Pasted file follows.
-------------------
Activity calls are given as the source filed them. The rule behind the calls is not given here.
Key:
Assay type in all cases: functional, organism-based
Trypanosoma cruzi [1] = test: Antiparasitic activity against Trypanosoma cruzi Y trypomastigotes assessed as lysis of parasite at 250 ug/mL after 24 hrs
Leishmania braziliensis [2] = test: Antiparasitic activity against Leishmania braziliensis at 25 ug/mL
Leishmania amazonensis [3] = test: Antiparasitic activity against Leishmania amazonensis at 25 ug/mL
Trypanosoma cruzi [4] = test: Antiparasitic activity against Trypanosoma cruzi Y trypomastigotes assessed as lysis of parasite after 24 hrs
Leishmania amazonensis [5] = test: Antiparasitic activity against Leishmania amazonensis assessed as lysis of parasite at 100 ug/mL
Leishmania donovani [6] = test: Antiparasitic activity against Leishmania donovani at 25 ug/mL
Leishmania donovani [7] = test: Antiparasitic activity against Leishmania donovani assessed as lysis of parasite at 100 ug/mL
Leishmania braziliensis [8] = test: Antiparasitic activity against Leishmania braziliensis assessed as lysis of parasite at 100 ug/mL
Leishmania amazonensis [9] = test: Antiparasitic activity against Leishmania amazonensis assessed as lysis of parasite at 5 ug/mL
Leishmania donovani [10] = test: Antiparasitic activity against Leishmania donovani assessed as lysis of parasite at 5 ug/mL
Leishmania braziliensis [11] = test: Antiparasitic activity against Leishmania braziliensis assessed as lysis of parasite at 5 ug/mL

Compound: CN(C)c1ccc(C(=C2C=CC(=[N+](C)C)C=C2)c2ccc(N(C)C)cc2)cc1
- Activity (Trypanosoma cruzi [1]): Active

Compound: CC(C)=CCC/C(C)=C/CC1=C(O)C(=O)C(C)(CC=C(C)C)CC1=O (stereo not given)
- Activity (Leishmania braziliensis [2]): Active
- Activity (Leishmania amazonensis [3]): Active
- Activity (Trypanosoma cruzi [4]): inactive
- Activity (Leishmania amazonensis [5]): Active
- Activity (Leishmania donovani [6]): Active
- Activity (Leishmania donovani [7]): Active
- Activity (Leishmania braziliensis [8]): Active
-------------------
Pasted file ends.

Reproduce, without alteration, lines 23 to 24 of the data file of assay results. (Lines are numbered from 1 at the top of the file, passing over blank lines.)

- Activity (Leishmania donovani [7]): Active
- Activity (Leishmania braziliensis [8]): Active